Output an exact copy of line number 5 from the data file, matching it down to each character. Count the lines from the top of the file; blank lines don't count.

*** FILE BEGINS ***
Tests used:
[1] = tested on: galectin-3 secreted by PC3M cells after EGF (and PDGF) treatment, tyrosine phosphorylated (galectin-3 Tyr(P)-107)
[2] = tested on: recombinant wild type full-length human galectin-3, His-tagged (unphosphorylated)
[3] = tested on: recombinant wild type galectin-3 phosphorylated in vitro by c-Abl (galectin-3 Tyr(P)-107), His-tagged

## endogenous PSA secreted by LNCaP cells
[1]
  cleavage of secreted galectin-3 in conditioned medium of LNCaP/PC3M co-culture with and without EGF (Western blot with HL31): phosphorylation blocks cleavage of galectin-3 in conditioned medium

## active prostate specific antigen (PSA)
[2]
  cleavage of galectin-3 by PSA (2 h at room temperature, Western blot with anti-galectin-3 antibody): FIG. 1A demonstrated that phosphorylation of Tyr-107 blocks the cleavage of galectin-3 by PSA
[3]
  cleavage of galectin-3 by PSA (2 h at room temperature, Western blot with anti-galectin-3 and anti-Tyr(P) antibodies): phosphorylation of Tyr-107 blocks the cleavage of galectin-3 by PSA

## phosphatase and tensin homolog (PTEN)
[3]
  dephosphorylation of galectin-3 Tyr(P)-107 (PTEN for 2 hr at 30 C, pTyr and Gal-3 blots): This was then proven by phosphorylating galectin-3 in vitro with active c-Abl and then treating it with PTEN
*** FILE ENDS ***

## endogenous PSA secreted by LNCaP cells